Tip for the cautious: Imitating Swiss-German?

Trying to learn a dialects is basically impossible. If you do try, it only seems artificial and embarrassing. Non-locals might manage the Baden dialect when saying “Konschdanz” (Konstanz) after some time, but when Germans try to speak Swiss-German, the Swiss only scream with laughter. It’s hard enough to understand what they are saying, anyway.

Tip for the cautious: obey bike rule at the Hörnle

Actually there is no reason why you should not park your bike next to your spot on the lawn of the Hörnle. Then you could always watch over your precious bike. Makes sense, right?
No, the persons running the beach area say, and point to the large bicycle parking area outside the Hörnle entrance. In cases of noncompliance they have come up with this punishment: a bath attendant will “ground” your bike with a chain joint, uttering not a single word. And only after hearing your profound apologies will he open it up again. It’s not worth the trouble!

Tip for the cautious: never go by car on Saturdays

You have a lunch date in the city on Saturday afternoon and would like to go by car? Nice idea. But, unfortunately you’ll miss your lunch, as you won’t be able to park your car. Nowhere. The last of the 720 parking spaces at the Lago Centre are usually occupied between 10 and 11 a.m. on Saturdays, and in the old town you need a resident parking permit virtually everywhere.

Tip: Go by bus or bike, or park your car before 10 a.m., and take a stroll through the city.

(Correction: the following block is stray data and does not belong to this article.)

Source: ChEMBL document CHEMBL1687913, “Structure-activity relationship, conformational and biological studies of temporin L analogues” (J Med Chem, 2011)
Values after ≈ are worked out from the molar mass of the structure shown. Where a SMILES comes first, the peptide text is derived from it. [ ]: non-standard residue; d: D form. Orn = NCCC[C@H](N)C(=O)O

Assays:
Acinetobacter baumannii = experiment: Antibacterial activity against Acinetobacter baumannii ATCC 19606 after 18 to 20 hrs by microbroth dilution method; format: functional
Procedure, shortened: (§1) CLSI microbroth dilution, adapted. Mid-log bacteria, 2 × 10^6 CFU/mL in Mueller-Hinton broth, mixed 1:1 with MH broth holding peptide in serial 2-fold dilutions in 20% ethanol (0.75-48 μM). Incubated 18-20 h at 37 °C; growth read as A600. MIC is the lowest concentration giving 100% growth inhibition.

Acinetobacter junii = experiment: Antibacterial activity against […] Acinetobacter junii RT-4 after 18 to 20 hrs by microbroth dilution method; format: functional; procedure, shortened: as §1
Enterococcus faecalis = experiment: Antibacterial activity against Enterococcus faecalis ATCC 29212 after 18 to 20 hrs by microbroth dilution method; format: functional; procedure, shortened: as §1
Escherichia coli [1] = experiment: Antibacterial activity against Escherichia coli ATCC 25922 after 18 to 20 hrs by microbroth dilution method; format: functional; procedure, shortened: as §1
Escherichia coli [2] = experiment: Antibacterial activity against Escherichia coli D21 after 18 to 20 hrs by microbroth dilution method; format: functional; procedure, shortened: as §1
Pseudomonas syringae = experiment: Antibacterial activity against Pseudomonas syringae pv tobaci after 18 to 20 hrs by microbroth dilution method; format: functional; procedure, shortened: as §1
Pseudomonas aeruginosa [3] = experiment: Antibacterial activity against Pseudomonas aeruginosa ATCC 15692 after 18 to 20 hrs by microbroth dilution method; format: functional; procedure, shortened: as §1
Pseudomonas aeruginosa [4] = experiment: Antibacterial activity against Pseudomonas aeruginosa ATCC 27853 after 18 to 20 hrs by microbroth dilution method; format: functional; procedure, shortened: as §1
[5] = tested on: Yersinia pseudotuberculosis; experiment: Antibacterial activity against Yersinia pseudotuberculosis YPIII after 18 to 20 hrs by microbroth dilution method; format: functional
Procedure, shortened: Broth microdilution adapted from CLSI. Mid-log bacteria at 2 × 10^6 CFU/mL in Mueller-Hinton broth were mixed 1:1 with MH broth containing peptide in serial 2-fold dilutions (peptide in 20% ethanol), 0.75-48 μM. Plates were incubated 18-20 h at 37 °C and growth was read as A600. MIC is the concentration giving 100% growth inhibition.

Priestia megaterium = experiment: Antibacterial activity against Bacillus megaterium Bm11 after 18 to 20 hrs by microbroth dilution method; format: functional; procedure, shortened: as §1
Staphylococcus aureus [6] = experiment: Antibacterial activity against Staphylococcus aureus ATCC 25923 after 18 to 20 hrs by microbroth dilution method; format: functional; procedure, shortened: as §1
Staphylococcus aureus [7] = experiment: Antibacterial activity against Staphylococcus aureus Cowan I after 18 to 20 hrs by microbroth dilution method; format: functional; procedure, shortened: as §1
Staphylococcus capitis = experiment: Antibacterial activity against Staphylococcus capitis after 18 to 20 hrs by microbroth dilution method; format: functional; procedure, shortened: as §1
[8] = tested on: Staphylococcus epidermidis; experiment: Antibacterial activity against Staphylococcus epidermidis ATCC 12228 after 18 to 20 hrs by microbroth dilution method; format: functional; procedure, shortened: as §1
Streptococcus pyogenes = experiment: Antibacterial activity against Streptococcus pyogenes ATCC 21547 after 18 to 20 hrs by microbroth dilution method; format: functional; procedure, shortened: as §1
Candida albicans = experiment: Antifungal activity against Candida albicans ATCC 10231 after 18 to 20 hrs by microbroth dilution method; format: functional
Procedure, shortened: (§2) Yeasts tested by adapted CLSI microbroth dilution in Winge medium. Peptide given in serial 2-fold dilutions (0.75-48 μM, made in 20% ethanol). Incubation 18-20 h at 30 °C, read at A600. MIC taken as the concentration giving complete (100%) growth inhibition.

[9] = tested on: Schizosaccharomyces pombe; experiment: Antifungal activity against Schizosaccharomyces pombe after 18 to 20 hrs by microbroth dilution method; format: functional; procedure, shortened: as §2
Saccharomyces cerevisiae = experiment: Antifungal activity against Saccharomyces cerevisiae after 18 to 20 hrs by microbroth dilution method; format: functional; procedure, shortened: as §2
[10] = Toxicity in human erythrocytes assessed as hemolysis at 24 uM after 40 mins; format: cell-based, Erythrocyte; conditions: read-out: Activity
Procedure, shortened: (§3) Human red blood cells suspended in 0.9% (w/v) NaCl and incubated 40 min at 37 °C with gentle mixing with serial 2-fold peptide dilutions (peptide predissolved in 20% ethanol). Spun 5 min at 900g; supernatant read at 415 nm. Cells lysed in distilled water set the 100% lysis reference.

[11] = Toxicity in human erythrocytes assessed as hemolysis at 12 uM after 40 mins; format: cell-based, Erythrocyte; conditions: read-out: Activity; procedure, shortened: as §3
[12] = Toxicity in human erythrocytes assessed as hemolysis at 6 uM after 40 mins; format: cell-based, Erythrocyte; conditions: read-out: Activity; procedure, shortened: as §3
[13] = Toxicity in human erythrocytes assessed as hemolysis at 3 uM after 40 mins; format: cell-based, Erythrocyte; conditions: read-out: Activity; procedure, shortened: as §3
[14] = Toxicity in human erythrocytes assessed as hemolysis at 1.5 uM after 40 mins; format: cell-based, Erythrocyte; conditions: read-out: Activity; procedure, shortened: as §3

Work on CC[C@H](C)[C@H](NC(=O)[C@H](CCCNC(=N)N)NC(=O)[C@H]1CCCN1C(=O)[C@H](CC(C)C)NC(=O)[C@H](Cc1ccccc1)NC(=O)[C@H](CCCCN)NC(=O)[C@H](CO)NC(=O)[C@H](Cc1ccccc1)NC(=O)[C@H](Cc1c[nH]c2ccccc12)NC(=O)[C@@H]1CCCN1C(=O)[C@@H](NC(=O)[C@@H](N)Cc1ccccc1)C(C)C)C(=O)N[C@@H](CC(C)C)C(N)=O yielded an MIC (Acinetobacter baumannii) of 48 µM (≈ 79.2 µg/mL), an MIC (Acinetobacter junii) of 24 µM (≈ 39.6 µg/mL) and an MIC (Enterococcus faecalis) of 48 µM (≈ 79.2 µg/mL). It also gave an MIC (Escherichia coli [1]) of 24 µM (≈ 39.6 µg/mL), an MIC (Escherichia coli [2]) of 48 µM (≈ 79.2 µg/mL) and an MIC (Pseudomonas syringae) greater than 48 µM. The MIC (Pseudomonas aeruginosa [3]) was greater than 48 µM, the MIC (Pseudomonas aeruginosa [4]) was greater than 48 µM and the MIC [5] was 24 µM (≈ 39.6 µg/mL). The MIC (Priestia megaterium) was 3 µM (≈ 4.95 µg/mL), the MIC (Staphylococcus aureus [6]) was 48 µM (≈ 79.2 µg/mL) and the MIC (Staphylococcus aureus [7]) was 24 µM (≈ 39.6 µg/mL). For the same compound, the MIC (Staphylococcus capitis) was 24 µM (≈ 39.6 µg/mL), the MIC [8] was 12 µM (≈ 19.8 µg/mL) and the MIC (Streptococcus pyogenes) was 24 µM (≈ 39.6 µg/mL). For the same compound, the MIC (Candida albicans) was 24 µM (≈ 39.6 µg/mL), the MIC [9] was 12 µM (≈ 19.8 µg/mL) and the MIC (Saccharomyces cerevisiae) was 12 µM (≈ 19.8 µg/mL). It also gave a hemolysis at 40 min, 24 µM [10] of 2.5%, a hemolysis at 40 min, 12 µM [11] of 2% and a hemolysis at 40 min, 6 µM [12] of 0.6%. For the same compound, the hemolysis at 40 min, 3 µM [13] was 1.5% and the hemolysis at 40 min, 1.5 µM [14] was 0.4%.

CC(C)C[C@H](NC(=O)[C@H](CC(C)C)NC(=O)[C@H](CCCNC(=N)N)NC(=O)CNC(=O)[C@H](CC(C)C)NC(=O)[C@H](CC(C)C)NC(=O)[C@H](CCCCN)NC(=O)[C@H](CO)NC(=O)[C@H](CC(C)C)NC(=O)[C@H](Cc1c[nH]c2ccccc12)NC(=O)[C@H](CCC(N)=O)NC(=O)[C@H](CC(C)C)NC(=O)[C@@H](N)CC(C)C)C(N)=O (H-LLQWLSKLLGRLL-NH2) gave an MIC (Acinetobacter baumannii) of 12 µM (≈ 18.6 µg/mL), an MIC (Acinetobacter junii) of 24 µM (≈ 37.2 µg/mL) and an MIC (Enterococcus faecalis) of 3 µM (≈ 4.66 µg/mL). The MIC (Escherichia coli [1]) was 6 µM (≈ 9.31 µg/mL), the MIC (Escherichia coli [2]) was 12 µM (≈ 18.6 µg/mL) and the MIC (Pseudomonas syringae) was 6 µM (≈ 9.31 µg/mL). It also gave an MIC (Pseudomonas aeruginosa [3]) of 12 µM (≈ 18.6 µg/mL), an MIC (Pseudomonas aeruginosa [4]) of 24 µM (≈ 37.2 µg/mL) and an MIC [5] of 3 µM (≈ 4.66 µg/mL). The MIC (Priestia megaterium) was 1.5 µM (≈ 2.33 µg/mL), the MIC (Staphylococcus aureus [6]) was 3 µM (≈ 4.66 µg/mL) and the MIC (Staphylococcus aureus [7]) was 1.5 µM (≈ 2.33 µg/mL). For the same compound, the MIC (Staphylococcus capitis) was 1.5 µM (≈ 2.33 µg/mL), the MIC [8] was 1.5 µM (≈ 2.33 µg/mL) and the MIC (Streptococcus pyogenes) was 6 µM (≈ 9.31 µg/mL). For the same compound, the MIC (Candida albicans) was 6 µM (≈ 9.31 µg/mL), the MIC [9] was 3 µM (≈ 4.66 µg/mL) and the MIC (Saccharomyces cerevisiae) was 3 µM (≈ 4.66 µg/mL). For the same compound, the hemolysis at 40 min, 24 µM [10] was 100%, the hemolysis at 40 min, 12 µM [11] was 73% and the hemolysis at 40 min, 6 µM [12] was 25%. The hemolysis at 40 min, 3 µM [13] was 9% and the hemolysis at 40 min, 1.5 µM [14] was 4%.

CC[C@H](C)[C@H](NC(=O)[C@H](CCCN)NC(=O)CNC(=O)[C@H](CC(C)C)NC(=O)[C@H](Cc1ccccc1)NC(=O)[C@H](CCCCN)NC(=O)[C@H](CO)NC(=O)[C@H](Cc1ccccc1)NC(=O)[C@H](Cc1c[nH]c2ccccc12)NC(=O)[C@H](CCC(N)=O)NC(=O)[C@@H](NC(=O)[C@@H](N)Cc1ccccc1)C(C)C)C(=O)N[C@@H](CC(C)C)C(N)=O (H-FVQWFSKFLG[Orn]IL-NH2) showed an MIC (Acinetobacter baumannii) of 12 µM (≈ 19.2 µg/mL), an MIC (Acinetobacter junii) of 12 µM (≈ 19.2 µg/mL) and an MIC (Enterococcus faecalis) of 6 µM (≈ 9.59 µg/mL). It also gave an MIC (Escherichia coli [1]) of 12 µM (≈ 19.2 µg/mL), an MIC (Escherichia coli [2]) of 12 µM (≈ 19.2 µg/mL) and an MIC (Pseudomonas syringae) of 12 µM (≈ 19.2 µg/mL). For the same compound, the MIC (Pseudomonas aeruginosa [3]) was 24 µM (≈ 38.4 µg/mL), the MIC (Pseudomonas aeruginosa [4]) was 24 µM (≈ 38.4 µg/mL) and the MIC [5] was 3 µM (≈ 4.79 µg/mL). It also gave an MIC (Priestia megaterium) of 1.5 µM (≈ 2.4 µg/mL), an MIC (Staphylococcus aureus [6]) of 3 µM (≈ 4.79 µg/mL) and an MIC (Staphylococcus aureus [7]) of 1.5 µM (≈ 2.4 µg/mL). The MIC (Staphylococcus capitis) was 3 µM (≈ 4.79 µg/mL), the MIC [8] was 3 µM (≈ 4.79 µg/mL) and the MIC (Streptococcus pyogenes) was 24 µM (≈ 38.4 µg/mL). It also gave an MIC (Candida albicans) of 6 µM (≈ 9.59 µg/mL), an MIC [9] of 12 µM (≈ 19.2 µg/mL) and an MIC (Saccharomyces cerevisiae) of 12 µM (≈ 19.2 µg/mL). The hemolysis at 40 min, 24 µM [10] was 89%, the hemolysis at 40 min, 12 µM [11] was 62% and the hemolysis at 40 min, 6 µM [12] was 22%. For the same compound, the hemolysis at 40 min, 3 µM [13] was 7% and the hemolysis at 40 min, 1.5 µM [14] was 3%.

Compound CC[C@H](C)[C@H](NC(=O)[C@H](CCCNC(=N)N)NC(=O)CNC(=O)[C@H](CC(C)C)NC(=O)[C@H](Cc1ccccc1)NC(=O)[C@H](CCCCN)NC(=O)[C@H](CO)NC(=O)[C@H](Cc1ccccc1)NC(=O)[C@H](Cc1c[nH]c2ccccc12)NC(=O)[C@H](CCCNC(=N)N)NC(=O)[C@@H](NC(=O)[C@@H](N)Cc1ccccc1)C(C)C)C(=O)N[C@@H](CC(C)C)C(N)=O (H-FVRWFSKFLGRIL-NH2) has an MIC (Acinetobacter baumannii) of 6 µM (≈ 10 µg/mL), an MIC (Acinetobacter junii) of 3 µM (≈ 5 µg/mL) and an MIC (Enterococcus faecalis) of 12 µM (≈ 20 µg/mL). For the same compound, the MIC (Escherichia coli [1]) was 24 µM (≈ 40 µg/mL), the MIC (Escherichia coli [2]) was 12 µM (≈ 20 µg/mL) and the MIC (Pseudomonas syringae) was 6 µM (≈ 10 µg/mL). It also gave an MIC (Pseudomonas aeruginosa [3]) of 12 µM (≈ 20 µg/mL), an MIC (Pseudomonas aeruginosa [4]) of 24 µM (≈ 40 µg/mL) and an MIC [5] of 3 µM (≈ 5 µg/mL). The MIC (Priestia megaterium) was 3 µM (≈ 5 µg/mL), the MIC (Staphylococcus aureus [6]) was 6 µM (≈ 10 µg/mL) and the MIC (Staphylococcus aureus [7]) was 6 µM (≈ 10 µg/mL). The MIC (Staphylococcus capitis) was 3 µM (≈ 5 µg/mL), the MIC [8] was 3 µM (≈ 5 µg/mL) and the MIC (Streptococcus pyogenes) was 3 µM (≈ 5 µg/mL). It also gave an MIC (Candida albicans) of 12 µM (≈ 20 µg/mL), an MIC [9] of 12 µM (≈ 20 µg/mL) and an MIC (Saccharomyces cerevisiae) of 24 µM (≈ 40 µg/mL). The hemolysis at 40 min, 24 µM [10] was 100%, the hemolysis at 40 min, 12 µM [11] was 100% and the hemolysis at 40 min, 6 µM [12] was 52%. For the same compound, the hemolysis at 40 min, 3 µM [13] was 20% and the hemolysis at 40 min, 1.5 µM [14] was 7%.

Tip for the cautious: Importing goods

Even though Konstanz and Kreuzlingen seem like a twin city, the fact remains that they are situated in two different countries. This is why there are import regulations preventing you from crossing the border unchallenged with five cartons of cigarettes and the back seat full of schnapps. Most goods costing less than 90 euros, however, are duty-free. You can get more detailed information at the border and online see German and Swiss customs.

Tip for the cautious: Preventing bottlenecks at the supermarket checkout

You’re queuing at a supermarket checkout in Konstanz and happen to carry, for whatever reason, a green sheet of paper: Well, that’s good for you, but better not to wave it around – take it from us! Anyone in a queue waving about a green sheet is Swiss, and the sheet of paper is a duty free form for claiming shopping taxes back. Which some people take their good old time completing after checkout. As you can imagine, this doesn’t go down so well with the other customers. More information, leaflets and instruction sheets on the duty free form is available from IHK Hochrhein-Bodensee (Chamber of Industry and Commerce).